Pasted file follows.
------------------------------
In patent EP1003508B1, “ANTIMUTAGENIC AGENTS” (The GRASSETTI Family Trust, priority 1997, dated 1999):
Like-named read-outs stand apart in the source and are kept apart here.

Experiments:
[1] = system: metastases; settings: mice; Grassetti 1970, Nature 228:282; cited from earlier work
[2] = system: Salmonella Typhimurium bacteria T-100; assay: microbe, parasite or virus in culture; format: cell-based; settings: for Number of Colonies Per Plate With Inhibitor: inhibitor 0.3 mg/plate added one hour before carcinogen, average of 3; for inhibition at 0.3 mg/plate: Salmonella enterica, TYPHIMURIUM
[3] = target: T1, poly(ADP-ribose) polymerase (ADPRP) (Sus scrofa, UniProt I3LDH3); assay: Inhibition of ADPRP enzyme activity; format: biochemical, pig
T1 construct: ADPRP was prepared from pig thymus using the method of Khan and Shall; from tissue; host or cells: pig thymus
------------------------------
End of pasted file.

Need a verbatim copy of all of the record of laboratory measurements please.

In patent EP1003508B1, “ANTIMUTAGENIC AGENTS” (The GRASSETTI Family Trust, priority 1997, dated 1999):
Like-named read-outs stand apart in the source and are kept apart here.

Experiments:
[1] = system: metastases; settings: mice; Grassetti 1970, Nature 228:282; cited from earlier work
[2] = system: Salmonella Typhimurium bacteria T-100; assay: microbe, parasite or virus in culture; format: cell-based; settings: for Number of Colonies Per Plate With Inhibitor: inhibitor 0.3 mg/plate added one hour before carcinogen, average of 3; for inhibition at 0.3 mg/plate: Salmonella enterica, TYPHIMURIUM
[3] = target: T1, poly(ADP-ribose) polymerase (ADPRP) (Sus scrofa, UniProt I3LDH3); assay: Inhibition of ADPRP enzyme activity; format: biochemical, pig
T1 construct: ADPRP was prepared from pig thymus using the method of Khan and Shall; from tissue; host or cells: pig thymus